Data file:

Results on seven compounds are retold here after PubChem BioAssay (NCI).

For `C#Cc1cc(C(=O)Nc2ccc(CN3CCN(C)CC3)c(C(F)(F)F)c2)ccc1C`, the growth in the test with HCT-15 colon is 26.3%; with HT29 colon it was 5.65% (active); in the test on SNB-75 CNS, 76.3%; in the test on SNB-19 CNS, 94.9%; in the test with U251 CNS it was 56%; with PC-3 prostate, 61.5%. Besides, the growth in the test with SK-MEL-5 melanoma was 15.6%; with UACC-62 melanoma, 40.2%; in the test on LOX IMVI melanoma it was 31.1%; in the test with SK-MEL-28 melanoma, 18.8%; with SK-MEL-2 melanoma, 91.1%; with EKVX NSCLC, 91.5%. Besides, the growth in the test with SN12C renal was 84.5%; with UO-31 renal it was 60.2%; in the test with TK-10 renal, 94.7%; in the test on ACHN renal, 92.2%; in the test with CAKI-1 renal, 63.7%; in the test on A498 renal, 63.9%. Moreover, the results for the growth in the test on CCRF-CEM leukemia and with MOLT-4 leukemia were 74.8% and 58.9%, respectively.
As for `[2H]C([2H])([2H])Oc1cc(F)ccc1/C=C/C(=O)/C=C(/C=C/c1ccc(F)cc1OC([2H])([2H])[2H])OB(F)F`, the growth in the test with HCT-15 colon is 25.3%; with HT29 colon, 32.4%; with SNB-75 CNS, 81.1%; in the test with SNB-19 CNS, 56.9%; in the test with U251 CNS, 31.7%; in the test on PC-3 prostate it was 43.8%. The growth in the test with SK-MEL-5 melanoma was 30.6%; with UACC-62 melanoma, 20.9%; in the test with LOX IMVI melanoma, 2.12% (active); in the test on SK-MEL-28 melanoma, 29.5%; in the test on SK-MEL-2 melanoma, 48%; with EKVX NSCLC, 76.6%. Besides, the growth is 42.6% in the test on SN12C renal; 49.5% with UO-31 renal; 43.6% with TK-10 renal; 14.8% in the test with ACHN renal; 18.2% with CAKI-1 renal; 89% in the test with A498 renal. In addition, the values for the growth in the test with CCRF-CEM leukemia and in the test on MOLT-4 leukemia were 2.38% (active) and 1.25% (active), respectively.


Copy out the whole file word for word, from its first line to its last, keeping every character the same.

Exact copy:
Results on seven compounds are retold here after PubChem BioAssay (NCI).

For `C#Cc1cc(C(=O)Nc2ccc(CN3CCN(C)CC3)c(C(F)(F)F)c2)ccc1C`, the growth in the test with HCT-15 colon is 26.3%; with HT29 colon it was 5.65% (active); in the test on SNB-75 CNS, 76.3%; in the test on SNB-19 CNS, 94.9%; in the test with U251 CNS it was 56%; with PC-3 prostate, 61.5%. Besides, the growth in the test with SK-MEL-5 melanoma was 15.6%; with UACC-62 melanoma, 40.2%; in the test on LOX IMVI melanoma it was 31.1%; in the test with SK-MEL-28 melanoma, 18.8%; with SK-MEL-2 melanoma, 91.1%; with EKVX NSCLC, 91.5%. Besides, the growth in the test with SN12C renal was 84.5%; with UO-31 renal it was 60.2%; in the test with TK-10 renal, 94.7%; in the test on ACHN renal, 92.2%; in the test with CAKI-1 renal, 63.7%; in the test on A498 renal, 63.9%. Moreover, the results for the growth in the test on CCRF-CEM leukemia and with MOLT-4 leukemia were 74.8% and 58.9%, respectively.
As for `[2H]C([2H])([2H])Oc1cc(F)ccc1/C=C/C(=O)/C=C(/C=C/c1ccc(F)cc1OC([2H])([2H])[2H])OB(F)F`, the growth in the test with HCT-15 colon is 25.3%; with HT29 colon, 32.4%; with SNB-75 CNS, 81.1%; in the test with SNB-19 CNS, 56.9%; in the test with U251 CNS, 31.7%; in the test on PC-3 prostate it was 43.8%. The growth in the test with SK-MEL-5 melanoma was 30.6%; with UACC-62 melanoma, 20.9%; in the test with LOX IMVI melanoma, 2.12% (active); in the test on SK-MEL-28 melanoma, 29.5%; in the test on SK-MEL-2 melanoma, 48%; with EKVX NSCLC, 76.6%. Besides, the growth is 42.6% in the test on SN12C renal; 49.5% with UO-31 renal; 43.6% with TK-10 renal; 14.8% in the test with ACHN renal; 18.2% with CAKI-1 renal; 89% in the test with A498 renal. In addition, the values for the growth in the test with CCRF-CEM leukemia and in the test on MOLT-4 leukemia were 2.38% (active) and 1.25% (active), respectively.